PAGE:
Associate Professor, Department of Otolaryngology

Shuman He squareAuditory Electrophysiology Laboratory
Shuman.He@osumc.edu
614-293-5963

Education:

MD: Shandong Medical University, Jinan, Shandong Province, P.R. China; Clinical Medicine; 1993-1998
Residency: Shandong Provincial Hospital, Jinan, Shandong Province, P.R. China; Otolaryngology – Head and Neck Surgery; 1998-2001
PhD: Department of Speech and Hearing Sciences, University of Iowa, Iowa City; Hearing Science; 2003-2008   
Postdoctoral: Department of Otolaryngology – Head and Neck Surgery, University of North Carolina at Chapel Hill, Chapel Hill, NC; Psychoacoustics and Auditory Electrophysiology; 2008 – 2011 

Research Interests:
  • Hearing aid, cochlear implant and auditory brainstem implant
  • Speech perception
  • Aging
  • Auditory neurophysiology/neuroscience
  • Auditory Neuropathy Spectrum Disorder
Research Projects

Research Projects

Neural encoding and auditory perception in cochlear implant users

Cochlear implant (CI) users who are 65 years or older typically show poorer speech perception performance than younger adult CI users, especially in competing background noise. The underlying mechanisms remain unclear. Whereas declined cognitive function has been proposed as the major factor, deteriorations in the auditory system have also been suggested to be the primary reason. As a result, there is no robust indicator for optimizing programming settings or habilitation strategies for older implanted patients. The long-term goal of this research is to better understand the neurophysiologic basis of speech perception deficits in older (≥ 65 years) CI users. As the first step to achieve this long-term goal, this study is designed to better understand underlying neurophysiological mechanisms of speech perception deficits in older CI users. Older listeners are known to have temporal processing deficits, and temporal cues are particularly important for discriminating speech in CI users. Therefore, the proposed study will focus on comparing peripheral and central auditory neural encoding of, and perceptual sensitivity to, temporal envelope cues between younger and older adult CI users. 

Neural encoding and auditory processing of electrical stimulation in pediatric cochlear implant users

Cochlear nerve deficiency (CND) refers to a small or absent cochlear nerve (CN) as revealed by high-resolution magnetic resonance imaging. Cochlear implantation has been used as a treatment option for children with CND for nearly two decades. Due to the lack of understanding of how electrical stimulation is encoded and processed in their auditory system, there is still no evidenced-based clinical practice for managing this unique patient population. To further complicate matters, more than half of children with CND cannot provide reliable behavioral responses despite their age due to severe comorbidities. As a result, clinicians often use a combined “one-size-fits-all” and “try-and-see” approach to program cochlear implant (CI) speech processors for children with CND. This practice typically results in stimulating all intra-cochlear CI electrodes with similar programming parameters. However, recent work from our lab showed that the likelihood of measuring CN neural responses in children with CND reduced as the stimulating CI electrode site moved from the base to the apex of the cochlea. This unique response-deterioration pattern is not observed in children with normal-sized CNs. In addition, our compiling preliminary data show that information transmitted by CI electrodes with no measurable CN response is only adequate for auditory detection but not sufficient for auditory discrimination, which explains why the majority of children with CND do not make satisfactory progress in speech and language development despite good auditory detection thresholds with their CIs. These new findings suggest that the current clinical practice is unlikely to provide appropriate CI programming settings for this unique patient population. Therefore, there is an urgent need to develop objective clinical tools for optimizing CI settings for individual children with CND. Our long-term goals are 1) to understand neural encoding and processing of electrical stimulation in children with CND, and 2) to develop an effective, evidence-based clinical practice for managing this unique patient population.  As the first step toward these long-term goals, this study aims to better understand neural encoding and processing of electrical stimulation in both the CN and the central auditory system in implanted children with CND.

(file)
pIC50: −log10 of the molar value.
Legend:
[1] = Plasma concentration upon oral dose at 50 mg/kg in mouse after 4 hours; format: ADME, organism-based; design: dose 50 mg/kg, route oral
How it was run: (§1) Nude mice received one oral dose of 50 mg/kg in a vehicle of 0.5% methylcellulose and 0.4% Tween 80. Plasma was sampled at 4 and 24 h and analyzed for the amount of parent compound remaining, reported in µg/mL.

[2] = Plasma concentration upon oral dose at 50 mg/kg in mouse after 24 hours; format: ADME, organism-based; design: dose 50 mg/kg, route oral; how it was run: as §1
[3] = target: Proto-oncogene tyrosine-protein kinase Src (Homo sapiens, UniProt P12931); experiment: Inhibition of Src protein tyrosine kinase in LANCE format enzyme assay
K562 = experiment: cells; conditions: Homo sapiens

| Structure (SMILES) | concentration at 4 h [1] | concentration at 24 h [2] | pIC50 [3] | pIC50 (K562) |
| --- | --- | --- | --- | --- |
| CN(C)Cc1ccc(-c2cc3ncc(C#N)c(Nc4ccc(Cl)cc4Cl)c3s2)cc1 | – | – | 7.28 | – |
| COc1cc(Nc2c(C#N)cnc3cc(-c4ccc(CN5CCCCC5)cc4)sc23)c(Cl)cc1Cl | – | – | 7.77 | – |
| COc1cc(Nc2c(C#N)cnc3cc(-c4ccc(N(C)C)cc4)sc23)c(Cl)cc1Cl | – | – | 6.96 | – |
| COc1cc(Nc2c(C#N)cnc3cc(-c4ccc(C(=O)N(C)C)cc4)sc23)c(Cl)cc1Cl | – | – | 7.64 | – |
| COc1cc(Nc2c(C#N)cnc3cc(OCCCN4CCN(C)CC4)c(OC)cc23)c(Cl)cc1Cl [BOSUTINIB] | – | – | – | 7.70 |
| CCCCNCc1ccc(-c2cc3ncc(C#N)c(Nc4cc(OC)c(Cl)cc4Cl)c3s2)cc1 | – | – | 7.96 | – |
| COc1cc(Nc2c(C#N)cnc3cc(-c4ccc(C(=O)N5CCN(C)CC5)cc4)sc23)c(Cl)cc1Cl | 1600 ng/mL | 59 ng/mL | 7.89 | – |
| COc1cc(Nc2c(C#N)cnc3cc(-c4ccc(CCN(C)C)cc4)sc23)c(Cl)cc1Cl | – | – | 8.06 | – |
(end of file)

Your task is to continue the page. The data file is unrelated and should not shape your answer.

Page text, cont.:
Research Accomplishments

Research Accomplishments

Current Research Support

Title: Neural encoding and auditory perception in cochlear implant users
Dates: 7/1/2017 – 6/30-2022